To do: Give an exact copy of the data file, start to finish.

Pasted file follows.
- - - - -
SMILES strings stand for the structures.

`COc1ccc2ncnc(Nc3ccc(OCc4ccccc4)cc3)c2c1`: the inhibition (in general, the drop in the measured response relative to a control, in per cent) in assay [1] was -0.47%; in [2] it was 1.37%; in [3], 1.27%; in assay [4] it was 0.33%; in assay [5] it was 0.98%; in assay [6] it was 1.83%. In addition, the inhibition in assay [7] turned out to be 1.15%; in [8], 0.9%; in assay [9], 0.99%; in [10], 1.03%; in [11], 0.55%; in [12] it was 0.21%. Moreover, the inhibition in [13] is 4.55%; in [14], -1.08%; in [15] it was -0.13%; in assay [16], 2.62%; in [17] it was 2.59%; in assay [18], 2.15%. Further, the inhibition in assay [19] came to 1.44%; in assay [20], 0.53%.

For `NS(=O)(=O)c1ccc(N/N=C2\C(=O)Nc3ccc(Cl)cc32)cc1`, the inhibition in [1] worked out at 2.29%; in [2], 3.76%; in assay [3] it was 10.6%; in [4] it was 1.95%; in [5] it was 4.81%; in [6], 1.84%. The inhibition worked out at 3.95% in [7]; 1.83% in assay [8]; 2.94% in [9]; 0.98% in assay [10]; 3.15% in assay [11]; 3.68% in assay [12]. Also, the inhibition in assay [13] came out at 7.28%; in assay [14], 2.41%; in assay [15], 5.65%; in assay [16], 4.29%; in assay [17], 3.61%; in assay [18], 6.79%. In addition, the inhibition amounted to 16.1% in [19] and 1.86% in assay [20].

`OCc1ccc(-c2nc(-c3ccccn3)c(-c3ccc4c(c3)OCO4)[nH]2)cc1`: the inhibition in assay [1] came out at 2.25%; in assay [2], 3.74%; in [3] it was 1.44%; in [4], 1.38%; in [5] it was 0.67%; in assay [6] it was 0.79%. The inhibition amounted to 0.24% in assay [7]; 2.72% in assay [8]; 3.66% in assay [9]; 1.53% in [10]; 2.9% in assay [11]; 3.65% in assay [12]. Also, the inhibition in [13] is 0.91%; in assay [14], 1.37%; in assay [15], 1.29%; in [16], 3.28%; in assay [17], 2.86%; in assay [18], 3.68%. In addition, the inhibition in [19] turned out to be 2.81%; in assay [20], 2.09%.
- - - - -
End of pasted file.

SMILES strings stand for the structures.

`COc1ccc2ncnc(Nc3ccc(OCc4ccccc4)cc3)c2c1`: the inhibition (in general, the drop in the measured response relative to a control, in per cent) in assay [1] was -0.47%; in [2] it was 1.37%; in [3], 1.27%; in assay [4] it was 0.33%; in assay [5] it was 0.98%; in assay [6] it was 1.83%. In addition, the inhibition in assay [7] turned out to be 1.15%; in [8], 0.9%; in assay [9], 0.99%; in [10], 1.03%; in [11], 0.55%; in [12] it was 0.21%. Moreover, the inhibition in [13] is 4.55%; in [14], -1.08%; in [15] it was -0.13%; in assay [16], 2.62%; in [17] it was 2.59%; in assay [18], 2.15%. Further, the inhibition in assay [19] came to 1.44%; in assay [20], 0.53%.

For `NS(=O)(=O)c1ccc(N/N=C2\C(=O)Nc3ccc(Cl)cc32)cc1`, the inhibition in [1] worked out at 2.29%; in [2], 3.76%; in assay [3] it was 10.6%; in [4] it was 1.95%; in [5] it was 4.81%; in [6], 1.84%. The inhibition worked out at 3.95% in [7]; 1.83% in assay [8]; 2.94% in [9]; 0.98% in assay [10]; 3.15% in assay [11]; 3.68% in assay [12]. Also, the inhibition in assay [13] came out at 7.28%; in assay [14], 2.41%; in assay [15], 5.65%; in assay [16], 4.29%; in assay [17], 3.61%; in assay [18], 6.79%. In addition, the inhibition amounted to 16.1% in [19] and 1.86% in assay [20].

`OCc1ccc(-c2nc(-c3ccccn3)c(-c3ccc4c(c3)OCO4)[nH]2)cc1`: the inhibition in assay [1] came out at 2.25%; in assay [2], 3.74%; in [3] it was 1.44%; in [4], 1.38%; in [5] it was 0.67%; in assay [6] it was 0.79%. The inhibition amounted to 0.24% in assay [7]; 2.72% in assay [8]; 3.66% in assay [9]; 1.53% in [10]; 2.9% in assay [11]; 3.65% in assay [12]. Also, the inhibition in [13] is 0.91%; in assay [14], 1.37%; in assay [15], 1.29%; in [16], 3.28%; in assay [17], 2.86%; in assay [18], 3.68%. In addition, the inhibition in [19] turned out to be 2.81%; in assay [20], 2.09%.